These, friends, are giant hunks of Corriedale and Romney wool fleece dyed by me and the rest of my sheep-to-shawl class last week at the John C. Campbell Folk School. What an amazing experience that was. A whole week of bankers’ hours devoted to wool — the washing, dyeing, carding, spinning, plying, and admiring of wool.

Our wonderful instructor, Martha Owen, started us off on Sunday night with some information about various sheep breeds, and on Monday we got down to business, dumping an enormous sheared fleece (from her farm) into the washing machine to clean all the what-not out of it. (Most of the really gross what-not is “skirted” off before that, but there’s plenty of plain old dirt what-not left on the rest of the fleece.)

Then the really fun part started. Martha’s into natural dyeing, which I was interested to learn more about. Now, look again at that photo above. Can you believe those are natural dyes? I had this image in my head of natural dyes being quite muted, but Martha taught us how to get shocking, deep pinks (from mashed-up cochineal bugs, in the middle and on the cart), fluorescent yellows (from osage orange bark, on the right), and rich orangey-yellows (from onion skins, on the left). You can even get this funky, verdigris-ish blue:

…by plotzing a piece of copper pipe into a jar of ammonia and water for a couple of weeks, and then chucking in some wool. The ammonia eats away at the copper, which creates a dye. So cool!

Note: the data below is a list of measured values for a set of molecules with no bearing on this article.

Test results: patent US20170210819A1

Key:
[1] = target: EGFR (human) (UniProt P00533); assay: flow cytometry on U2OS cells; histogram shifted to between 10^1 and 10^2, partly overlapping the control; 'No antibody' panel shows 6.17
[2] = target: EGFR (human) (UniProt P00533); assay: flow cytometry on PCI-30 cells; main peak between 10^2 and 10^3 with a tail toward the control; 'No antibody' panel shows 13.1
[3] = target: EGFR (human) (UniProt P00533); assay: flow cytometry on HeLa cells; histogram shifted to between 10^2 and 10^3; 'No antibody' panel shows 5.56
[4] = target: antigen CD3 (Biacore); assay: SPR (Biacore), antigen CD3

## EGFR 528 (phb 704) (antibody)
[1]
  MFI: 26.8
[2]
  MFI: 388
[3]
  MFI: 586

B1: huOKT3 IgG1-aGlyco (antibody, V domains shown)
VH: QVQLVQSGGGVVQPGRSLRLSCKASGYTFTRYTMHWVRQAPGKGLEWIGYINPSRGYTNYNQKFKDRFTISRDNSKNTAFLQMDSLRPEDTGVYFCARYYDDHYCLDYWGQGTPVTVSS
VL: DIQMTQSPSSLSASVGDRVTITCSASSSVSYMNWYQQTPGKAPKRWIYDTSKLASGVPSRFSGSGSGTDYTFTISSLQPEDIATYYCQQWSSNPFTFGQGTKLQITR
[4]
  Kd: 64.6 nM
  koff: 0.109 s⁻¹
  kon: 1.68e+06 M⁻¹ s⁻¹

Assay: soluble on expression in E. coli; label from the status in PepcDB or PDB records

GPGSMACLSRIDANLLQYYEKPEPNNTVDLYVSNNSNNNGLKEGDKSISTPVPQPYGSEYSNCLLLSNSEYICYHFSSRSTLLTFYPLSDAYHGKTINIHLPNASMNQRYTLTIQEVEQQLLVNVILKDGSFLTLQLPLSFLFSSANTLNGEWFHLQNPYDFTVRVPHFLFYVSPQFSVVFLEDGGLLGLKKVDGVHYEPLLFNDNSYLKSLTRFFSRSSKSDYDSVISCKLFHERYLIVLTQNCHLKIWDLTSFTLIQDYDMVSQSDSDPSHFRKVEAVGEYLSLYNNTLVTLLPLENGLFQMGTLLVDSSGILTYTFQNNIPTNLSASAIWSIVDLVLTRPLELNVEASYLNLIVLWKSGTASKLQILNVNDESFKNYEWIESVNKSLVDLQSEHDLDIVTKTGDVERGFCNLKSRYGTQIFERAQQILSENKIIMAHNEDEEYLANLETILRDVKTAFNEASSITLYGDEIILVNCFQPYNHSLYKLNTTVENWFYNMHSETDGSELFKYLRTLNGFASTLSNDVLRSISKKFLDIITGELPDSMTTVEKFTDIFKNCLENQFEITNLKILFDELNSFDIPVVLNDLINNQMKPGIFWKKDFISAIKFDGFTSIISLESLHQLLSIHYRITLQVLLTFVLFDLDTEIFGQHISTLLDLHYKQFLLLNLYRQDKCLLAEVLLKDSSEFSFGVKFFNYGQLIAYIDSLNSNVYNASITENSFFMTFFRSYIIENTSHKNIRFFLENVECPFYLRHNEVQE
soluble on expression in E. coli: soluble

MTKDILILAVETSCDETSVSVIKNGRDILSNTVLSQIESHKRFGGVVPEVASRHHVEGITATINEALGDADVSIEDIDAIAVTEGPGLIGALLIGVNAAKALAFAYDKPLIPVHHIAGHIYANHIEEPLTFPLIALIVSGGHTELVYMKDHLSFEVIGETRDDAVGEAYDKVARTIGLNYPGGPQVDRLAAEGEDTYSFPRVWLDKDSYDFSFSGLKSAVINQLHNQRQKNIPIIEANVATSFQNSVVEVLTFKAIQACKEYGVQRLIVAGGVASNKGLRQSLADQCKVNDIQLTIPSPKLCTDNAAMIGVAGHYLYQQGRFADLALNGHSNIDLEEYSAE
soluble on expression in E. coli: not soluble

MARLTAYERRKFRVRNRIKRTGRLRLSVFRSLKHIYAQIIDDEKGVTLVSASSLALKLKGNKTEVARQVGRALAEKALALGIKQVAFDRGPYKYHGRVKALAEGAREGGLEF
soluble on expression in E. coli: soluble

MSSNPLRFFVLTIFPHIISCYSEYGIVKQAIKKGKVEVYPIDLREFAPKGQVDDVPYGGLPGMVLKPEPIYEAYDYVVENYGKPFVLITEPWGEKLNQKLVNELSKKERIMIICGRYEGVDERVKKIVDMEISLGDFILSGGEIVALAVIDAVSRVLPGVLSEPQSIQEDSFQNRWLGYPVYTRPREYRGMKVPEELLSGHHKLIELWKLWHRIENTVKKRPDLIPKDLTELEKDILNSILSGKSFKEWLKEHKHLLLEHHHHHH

We even collected a whole bunch of these lichens from the woods surrounding the school:

… and made a gorgeous bronze dye with them.

All right. So now you’ve got mounds of technicolor sheep fleece. Now what? Time to card and spin. This was the part I was less enthusiastic about initially. I came to the class convinced that I would find spinning frustrating and/or tedious. I mean, really, just how far can a lazy girl go down the Back-to-the-Land path?

Well, friends, apparently spinning is not my limit. I loved it. The first day was frustrating, but when you are spending six hours or more every day working at it, the learning curve tends to be a lot steeper. By the end of the week, I was spinning worsted like a champ.

OK, like a decent novice, but it’s much more than I expected.

Here are some of the skeins that we wrought. Mine’s closest to the camera. It’s enough yarn for me to knit for about 20 minutes, but I love it anyway. Can a wheel of my own be far behind?

Stitches South

For my birthday this year, my very generous mother paid for the full-works registration at Stitches South, the first fiber convention that XRX (the publishers of Knitter’s Magazine) has put on in the southeast U.S. It’s also the first time I’ve been to a big fiber event like this.

Mom and I had a fabulous time, as much because we could spend it together. Here’s what I learned:

  • You can find all kinds of gorgeous yarns at fiber festivals that you cannot feel up anywhere else. If you are tempted to order Sanguine Gryphon or Creatively Dyed yarns because of what you have seen online, I can guarantee you that you won’t go wrong. Not only are their products unfailingly gorgeous, but the owners/dyers are lovely people as well.